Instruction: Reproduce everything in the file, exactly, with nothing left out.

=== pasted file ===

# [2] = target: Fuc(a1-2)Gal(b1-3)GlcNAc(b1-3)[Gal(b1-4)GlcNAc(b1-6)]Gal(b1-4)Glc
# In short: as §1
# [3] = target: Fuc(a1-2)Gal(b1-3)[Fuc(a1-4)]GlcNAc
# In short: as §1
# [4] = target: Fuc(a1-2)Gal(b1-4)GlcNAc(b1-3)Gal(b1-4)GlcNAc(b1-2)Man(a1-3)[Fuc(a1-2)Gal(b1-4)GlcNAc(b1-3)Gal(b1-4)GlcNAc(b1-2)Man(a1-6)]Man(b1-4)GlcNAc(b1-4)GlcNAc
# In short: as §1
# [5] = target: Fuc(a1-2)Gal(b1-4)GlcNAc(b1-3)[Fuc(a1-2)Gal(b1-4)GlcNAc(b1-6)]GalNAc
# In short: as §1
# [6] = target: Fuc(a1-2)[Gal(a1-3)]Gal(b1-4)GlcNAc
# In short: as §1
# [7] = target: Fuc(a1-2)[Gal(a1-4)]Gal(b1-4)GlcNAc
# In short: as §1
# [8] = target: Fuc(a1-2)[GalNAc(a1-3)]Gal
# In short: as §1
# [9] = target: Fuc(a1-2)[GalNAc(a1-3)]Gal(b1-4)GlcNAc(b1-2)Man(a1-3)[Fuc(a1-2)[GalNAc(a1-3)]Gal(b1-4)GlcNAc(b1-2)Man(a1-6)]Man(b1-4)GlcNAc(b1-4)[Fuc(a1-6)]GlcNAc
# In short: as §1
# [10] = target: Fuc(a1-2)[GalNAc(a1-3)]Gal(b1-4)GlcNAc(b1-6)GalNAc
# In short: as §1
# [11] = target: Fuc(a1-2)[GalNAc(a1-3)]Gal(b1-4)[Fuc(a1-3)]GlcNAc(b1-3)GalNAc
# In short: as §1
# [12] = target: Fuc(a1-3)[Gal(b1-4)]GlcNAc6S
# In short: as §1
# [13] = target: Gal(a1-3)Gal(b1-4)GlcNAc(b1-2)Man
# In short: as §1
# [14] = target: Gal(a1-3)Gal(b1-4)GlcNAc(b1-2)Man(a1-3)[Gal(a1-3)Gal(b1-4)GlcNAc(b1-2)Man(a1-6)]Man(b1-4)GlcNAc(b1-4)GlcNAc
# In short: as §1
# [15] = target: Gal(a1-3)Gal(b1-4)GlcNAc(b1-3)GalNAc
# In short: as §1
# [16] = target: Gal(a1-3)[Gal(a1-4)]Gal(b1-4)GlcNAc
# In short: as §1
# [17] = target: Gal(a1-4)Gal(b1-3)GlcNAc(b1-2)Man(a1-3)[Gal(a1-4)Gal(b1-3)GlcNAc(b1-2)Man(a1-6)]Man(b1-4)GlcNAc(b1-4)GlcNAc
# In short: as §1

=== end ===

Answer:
# [2] = target: Fuc(a1-2)Gal(b1-3)GlcNAc(b1-3)[Gal(b1-4)GlcNAc(b1-6)]Gal(b1-4)Glc
# In short: as §1
# [3] = target: Fuc(a1-2)Gal(b1-3)[Fuc(a1-4)]GlcNAc
# In short: as §1
# [4] = target: Fuc(a1-2)Gal(b1-4)GlcNAc(b1-3)Gal(b1-4)GlcNAc(b1-2)Man(a1-3)[Fuc(a1-2)Gal(b1-4)GlcNAc(b1-3)Gal(b1-4)GlcNAc(b1-2)Man(a1-6)]Man(b1-4)GlcNAc(b1-4)GlcNAc
# In short: as §1
# [5] = target: Fuc(a1-2)Gal(b1-4)GlcNAc(b1-3)[Fuc(a1-2)Gal(b1-4)GlcNAc(b1-6)]GalNAc
# In short: as §1
# [6] = target: Fuc(a1-2)[Gal(a1-3)]Gal(b1-4)GlcNAc
# In short: as §1
# [7] = target: Fuc(a1-2)[Gal(a1-4)]Gal(b1-4)GlcNAc
# In short: as §1
# [8] = target: Fuc(a1-2)[GalNAc(a1-3)]Gal
# In short: as §1
# [9] = target: Fuc(a1-2)[GalNAc(a1-3)]Gal(b1-4)GlcNAc(b1-2)Man(a1-3)[Fuc(a1-2)[GalNAc(a1-3)]Gal(b1-4)GlcNAc(b1-2)Man(a1-6)]Man(b1-4)GlcNAc(b1-4)[Fuc(a1-6)]GlcNAc
# In short: as §1
# [10] = target: Fuc(a1-2)[GalNAc(a1-3)]Gal(b1-4)GlcNAc(b1-6)GalNAc
# In short: as §1
# [11] = target: Fuc(a1-2)[GalNAc(a1-3)]Gal(b1-4)[Fuc(a1-3)]GlcNAc(b1-3)GalNAc
# In short: as §1
# [12] = target: Fuc(a1-3)[Gal(b1-4)]GlcNAc6S
# In short: as §1
# [13] = target: Gal(a1-3)Gal(b1-4)GlcNAc(b1-2)Man
# In short: as §1
# [14] = target: Gal(a1-3)Gal(b1-4)GlcNAc(b1-2)Man(a1-3)[Gal(a1-3)Gal(b1-4)GlcNAc(b1-2)Man(a1-6)]Man(b1-4)GlcNAc(b1-4)GlcNAc
# In short: as §1
# [15] = target: Gal(a1-3)Gal(b1-4)GlcNAc(b1-3)GalNAc
# In short: as §1
# [16] = target: Gal(a1-3)[Gal(a1-4)]Gal(b1-4)GlcNAc
# In short: as §1
# [17] = target: Gal(a1-4)Gal(b1-3)GlcNAc(b1-2)Man(a1-3)[Gal(a1-4)Gal(b1-3)GlcNAc(b1-2)Man(a1-6)]Man(b1-4)GlcNAc(b1-4)GlcNAc
# In short: as §1